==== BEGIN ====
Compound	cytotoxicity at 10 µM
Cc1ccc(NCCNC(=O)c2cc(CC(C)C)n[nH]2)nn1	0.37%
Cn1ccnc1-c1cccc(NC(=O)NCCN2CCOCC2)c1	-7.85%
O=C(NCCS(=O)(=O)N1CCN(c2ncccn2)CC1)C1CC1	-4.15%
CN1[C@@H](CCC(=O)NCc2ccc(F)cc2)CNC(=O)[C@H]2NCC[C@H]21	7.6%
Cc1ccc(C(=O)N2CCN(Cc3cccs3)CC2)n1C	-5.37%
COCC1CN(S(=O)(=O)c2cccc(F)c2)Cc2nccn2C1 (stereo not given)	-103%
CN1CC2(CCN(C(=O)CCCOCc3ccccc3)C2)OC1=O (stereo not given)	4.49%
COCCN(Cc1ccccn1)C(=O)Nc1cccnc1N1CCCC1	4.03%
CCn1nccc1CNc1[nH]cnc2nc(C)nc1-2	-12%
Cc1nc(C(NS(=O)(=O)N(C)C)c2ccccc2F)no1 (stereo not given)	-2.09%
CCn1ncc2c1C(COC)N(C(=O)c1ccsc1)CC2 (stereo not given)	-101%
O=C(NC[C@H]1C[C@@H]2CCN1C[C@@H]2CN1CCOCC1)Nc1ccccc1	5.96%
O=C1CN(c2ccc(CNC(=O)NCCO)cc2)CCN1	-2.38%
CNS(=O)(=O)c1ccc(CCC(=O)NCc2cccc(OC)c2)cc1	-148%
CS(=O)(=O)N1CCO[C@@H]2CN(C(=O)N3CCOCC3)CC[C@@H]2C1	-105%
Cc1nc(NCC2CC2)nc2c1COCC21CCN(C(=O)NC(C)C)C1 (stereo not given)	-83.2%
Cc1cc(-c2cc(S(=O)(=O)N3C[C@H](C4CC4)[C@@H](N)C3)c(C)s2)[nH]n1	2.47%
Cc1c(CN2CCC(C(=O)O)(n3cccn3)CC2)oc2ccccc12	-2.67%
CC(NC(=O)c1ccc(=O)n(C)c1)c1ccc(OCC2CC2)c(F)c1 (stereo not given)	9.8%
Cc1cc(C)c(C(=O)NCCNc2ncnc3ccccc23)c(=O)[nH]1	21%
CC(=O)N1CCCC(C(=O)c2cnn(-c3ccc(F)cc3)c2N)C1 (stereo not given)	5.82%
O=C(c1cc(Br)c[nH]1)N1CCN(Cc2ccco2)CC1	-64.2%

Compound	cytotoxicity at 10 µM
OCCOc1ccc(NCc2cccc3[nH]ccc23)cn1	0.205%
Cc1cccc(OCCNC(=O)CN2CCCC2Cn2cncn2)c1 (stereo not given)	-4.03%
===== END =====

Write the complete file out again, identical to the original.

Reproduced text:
Compound	cytotoxicity at 10 µM
Cc1ccc(NCCNC(=O)c2cc(CC(C)C)n[nH]2)nn1	0.37%
Cn1ccnc1-c1cccc(NC(=O)NCCN2CCOCC2)c1	-7.85%
O=C(NCCS(=O)(=O)N1CCN(c2ncccn2)CC1)C1CC1	-4.15%
CN1[C@@H](CCC(=O)NCc2ccc(F)cc2)CNC(=O)[C@H]2NCC[C@H]21	7.6%
Cc1ccc(C(=O)N2CCN(Cc3cccs3)CC2)n1C	-5.37%
COCC1CN(S(=O)(=O)c2cccc(F)c2)Cc2nccn2C1 (stereo not given)	-103%
CN1CC2(CCN(C(=O)CCCOCc3ccccc3)C2)OC1=O (stereo not given)	4.49%
COCCN(Cc1ccccn1)C(=O)Nc1cccnc1N1CCCC1	4.03%
CCn1nccc1CNc1[nH]cnc2nc(C)nc1-2	-12%
Cc1nc(C(NS(=O)(=O)N(C)C)c2ccccc2F)no1 (stereo not given)	-2.09%
CCn1ncc2c1C(COC)N(C(=O)c1ccsc1)CC2 (stereo not given)	-101%
O=C(NC[C@H]1C[C@@H]2CCN1C[C@@H]2CN1CCOCC1)Nc1ccccc1	5.96%
O=C1CN(c2ccc(CNC(=O)NCCO)cc2)CCN1	-2.38%
CNS(=O)(=O)c1ccc(CCC(=O)NCc2cccc(OC)c2)cc1	-148%
CS(=O)(=O)N1CCO[C@@H]2CN(C(=O)N3CCOCC3)CC[C@@H]2C1	-105%
Cc1nc(NCC2CC2)nc2c1COCC21CCN(C(=O)NC(C)C)C1 (stereo not given)	-83.2%
Cc1cc(-c2cc(S(=O)(=O)N3C[C@H](C4CC4)[C@@H](N)C3)c(C)s2)[nH]n1	2.47%
Cc1c(CN2CCC(C(=O)O)(n3cccn3)CC2)oc2ccccc12	-2.67%
CC(NC(=O)c1ccc(=O)n(C)c1)c1ccc(OCC2CC2)c(F)c1 (stereo not given)	9.8%
Cc1cc(C)c(C(=O)NCCNc2ncnc3ccccc23)c(=O)[nH]1	21%
CC(=O)N1CCCC(C(=O)c2cnn(-c3ccc(F)cc3)c2N)C1 (stereo not given)	5.82%
O=C(c1cc(Br)c[nH]1)N1CCN(Cc2ccco2)CC1	-64.2%

Compound	cytotoxicity at 10 µM
OCCOc1ccc(NCc2cccc3[nH]ccc23)cn1	0.205%
Cc1cccc(OCCNC(=O)CN2CCCC2Cn2cncn2)c1 (stereo not given)	-4.03%